To most people who follow developments in Afghanistan, it was clear that building a viable Afghan state would take more troops, more money, and more patience than the United States and its international partners could ever commit. These long-standing reservations were only intensified last November, when U.S. President Barack Obama announced plans for a 30,000-troop surge that would not only pacify population centers and train Afghan security forces, but also begin to wind down by July 2011—within 18 months of escalation.
But at a Senate hearing yesterday (before U.S. CENTCOM commander General David Petraeus passed out from dehydration), it became glaringly obvious that “success,” if it’s even still achievable, will take far longer than July 2011. Under intense questioning from both Sens. Carl Levin and John McCain, Gen. Petraeus explained that the drawdown would be based on conditions at the time, adding, “In a perfect world, Mr. Chairman, we have to be very careful with timelines.” (It’s not as if Gen. Petraeus promised the president that he can “train and hand over” the fight to Afghan security forces before next summer… Oh wait, he did.)
Indeed, earlier this year, military leaders hoped to have two successes to put before the White House for review: Kandahar and Marjah. Operations in Kandahar, a key Taliban stronghold, have been delayed until autumn. In Marjah, a village of roughly 80,000, in the southern province of Helmand, results are mixed.
On the eve of the offensive in Marjah, the coalition’s largest military operation since the invasion, U.S. Army General Stanley McChrystal, the top commander of U.S. and NATO forces in Afghanistan, said, “This is all a war of perceptions.” In keeping with that logic, Marjah was hailed as an exemplar of population-centric counterinsurgency, a successful offensive that would be ceaselessly repeated in the media and used as a prop to retain public support for the war. Before the February offensive, the Taliban had been collecting taxes, providing policing and a rudimentary court system, and protecting the opium economy that many residents relied on. After the offensive, Afghanistan-based journalist Anand Gopal found that many residents despised the Afghan police at least as much as the Taliban. Worse, after the coalition cleared the area, there was no judicial system in place to jail suspected Taliban insurgents. With summer approaching, NATO forces—not Afghan troops –still control much of Marjah.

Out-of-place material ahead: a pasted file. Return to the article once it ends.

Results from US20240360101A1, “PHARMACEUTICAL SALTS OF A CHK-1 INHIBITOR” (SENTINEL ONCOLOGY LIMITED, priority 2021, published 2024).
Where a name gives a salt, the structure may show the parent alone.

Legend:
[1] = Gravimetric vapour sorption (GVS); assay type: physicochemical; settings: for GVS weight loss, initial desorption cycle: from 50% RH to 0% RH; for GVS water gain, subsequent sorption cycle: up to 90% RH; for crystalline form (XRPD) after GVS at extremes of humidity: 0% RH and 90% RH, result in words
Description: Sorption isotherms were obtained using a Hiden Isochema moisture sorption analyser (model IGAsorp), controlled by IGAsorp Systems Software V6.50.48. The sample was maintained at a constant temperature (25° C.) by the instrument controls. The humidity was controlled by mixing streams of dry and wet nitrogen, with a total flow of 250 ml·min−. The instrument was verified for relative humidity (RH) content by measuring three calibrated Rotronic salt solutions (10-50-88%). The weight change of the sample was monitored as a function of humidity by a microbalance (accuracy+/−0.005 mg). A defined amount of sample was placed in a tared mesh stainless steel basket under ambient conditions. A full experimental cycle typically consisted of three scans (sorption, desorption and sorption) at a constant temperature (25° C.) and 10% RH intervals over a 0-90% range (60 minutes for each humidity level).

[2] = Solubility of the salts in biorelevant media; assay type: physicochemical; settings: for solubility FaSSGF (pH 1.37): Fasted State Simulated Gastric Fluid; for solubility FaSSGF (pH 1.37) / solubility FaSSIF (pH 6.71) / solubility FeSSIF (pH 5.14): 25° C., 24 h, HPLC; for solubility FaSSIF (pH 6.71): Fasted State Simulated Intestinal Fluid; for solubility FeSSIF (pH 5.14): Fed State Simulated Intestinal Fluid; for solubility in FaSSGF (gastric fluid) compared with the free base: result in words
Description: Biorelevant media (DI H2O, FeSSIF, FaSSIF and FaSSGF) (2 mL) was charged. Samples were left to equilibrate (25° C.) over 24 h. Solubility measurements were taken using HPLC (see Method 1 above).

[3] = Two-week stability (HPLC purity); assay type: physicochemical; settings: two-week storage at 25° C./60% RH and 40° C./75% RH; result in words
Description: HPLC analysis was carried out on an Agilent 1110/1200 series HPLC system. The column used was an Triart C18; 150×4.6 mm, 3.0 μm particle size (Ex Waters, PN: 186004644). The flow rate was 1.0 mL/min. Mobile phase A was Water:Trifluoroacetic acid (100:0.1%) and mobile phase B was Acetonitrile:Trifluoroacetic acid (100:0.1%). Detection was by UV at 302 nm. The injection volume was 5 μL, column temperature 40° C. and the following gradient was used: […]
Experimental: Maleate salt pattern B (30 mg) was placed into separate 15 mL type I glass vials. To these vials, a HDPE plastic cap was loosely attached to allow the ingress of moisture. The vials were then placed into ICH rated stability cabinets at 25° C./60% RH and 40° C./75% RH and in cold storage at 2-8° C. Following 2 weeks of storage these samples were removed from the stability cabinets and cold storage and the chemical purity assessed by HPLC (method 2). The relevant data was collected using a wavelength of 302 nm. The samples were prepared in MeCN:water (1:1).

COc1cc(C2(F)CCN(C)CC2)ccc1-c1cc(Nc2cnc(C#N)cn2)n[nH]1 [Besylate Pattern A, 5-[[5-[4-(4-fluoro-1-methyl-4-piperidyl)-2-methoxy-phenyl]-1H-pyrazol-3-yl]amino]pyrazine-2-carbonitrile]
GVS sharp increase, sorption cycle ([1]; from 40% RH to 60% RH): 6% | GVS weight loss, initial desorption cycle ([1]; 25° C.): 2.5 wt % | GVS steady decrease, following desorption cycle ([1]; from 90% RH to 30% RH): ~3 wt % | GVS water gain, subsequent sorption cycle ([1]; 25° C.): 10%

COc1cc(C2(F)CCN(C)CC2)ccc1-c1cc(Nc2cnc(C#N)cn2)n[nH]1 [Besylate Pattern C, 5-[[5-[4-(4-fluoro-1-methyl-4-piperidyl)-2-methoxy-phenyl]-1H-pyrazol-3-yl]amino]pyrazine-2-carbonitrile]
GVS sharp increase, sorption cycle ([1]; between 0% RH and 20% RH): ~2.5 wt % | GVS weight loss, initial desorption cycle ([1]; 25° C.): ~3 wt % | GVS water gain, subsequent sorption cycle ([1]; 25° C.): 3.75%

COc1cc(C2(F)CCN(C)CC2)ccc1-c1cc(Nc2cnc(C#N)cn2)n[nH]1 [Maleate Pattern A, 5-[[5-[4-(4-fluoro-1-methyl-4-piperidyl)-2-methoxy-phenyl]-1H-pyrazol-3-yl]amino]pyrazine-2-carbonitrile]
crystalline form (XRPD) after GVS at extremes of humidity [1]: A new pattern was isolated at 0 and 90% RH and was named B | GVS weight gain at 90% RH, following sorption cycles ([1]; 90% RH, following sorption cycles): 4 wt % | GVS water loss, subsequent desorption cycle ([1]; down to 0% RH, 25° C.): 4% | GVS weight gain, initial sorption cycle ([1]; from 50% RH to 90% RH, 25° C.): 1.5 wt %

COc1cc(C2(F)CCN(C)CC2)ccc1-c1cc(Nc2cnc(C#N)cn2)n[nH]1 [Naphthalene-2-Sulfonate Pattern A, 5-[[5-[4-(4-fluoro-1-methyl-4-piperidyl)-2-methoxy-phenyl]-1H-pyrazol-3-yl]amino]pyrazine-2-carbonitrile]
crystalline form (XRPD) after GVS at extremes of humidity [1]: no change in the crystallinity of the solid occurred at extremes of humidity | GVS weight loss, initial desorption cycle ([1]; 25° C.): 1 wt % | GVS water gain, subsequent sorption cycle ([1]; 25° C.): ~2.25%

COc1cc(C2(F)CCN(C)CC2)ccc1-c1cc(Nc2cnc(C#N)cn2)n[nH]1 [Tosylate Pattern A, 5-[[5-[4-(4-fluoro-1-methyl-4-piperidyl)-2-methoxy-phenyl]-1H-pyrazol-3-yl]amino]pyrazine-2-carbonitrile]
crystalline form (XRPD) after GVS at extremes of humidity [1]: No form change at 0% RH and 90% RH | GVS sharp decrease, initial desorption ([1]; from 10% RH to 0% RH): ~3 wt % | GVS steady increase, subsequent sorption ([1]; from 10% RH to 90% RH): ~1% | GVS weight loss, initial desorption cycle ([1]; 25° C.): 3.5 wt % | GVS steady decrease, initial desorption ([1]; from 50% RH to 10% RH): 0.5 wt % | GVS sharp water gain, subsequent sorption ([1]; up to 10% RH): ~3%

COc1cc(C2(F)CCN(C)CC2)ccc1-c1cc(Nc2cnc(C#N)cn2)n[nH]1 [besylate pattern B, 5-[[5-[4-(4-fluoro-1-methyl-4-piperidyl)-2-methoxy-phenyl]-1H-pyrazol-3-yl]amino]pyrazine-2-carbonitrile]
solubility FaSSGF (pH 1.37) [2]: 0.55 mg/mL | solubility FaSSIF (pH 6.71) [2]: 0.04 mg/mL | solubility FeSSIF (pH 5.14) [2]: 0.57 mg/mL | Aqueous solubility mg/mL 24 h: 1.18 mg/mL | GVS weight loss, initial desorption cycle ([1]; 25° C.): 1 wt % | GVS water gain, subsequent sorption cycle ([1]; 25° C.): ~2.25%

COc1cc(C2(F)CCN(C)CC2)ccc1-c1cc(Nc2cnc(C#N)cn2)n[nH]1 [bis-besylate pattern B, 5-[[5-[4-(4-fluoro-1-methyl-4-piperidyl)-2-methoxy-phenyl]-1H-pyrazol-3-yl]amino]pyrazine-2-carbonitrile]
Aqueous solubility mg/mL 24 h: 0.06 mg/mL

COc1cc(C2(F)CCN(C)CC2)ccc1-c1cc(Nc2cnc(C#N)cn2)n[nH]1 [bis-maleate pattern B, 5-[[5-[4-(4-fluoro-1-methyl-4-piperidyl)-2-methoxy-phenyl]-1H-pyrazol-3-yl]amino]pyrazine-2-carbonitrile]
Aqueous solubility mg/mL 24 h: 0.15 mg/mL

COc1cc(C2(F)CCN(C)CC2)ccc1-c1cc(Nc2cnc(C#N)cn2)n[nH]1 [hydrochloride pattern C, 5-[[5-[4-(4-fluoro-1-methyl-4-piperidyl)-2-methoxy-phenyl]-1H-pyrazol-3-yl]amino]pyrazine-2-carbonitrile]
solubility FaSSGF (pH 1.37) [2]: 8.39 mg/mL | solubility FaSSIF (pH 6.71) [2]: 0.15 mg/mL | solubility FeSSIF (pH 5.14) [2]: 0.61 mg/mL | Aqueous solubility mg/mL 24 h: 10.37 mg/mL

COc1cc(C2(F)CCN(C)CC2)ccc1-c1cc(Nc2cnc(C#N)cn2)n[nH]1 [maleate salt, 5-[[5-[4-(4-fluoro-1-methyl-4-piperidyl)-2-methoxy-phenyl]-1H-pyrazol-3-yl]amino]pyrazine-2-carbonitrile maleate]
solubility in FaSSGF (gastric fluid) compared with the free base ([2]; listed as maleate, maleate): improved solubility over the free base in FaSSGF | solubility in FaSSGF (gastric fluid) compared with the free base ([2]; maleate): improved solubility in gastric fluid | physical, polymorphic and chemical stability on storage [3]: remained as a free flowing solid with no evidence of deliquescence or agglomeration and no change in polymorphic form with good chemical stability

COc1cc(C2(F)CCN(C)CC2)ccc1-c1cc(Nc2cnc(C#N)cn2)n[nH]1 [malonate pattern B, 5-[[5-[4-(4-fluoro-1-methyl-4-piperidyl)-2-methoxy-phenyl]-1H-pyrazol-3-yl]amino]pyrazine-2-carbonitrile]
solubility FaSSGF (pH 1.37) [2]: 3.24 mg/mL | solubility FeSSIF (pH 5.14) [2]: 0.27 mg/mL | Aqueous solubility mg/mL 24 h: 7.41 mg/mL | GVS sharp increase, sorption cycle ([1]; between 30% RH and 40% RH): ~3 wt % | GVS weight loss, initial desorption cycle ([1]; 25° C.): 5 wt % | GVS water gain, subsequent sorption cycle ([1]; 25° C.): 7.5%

Marjah shined a harsh light on the Afghan National Army (ANA)—the entity that is supposed to take over responsibility for security and allow U.S. forces begin to come home. Despite being one of the war’s very few success stories, a report released last month by the International Crisis Group (ICG) found that ANA training has prioritized quantity over quality. “Kabul powerbrokers are distributing the spoils of increased NATO spending on army development among their constituents in the officer corps, fuelling ethnic and political factionalism within the army ranks,” the report said.
One retired military officer told the ICG: “From the lower officers upward, it is not a national army. It is a political army. You have people working for different factions within the ministry of defense, so today what you have is an army that serves individuals not the nation.”
These developments do not bode well for the coalition’s strategy. In this respect, the Obama administration’s overly ambitious policies do more than needlessly inflate Afghan expectations; they severely erode America reputation in globally. Promising to “end the tragic conflict in Afghanistan and promote national reconciliation, lasting peace, stability and respect for human rights in the country” is absurd. Promising to do so according to an 18-month timetable is laughable. Afghanistan has been in continuous war since the 1970s. Americans should recognize that the Obama-McChrystal-Petraeus strategy grossly overestimates America’s power to spread wealth and stability, and demand a new set of goals that will allow the United States to bring this long war to a swift end.
Malou Innocent is a foreign policy analyst at the Cato Institute. She recently returned from a fact-finding trip to Afghanistan.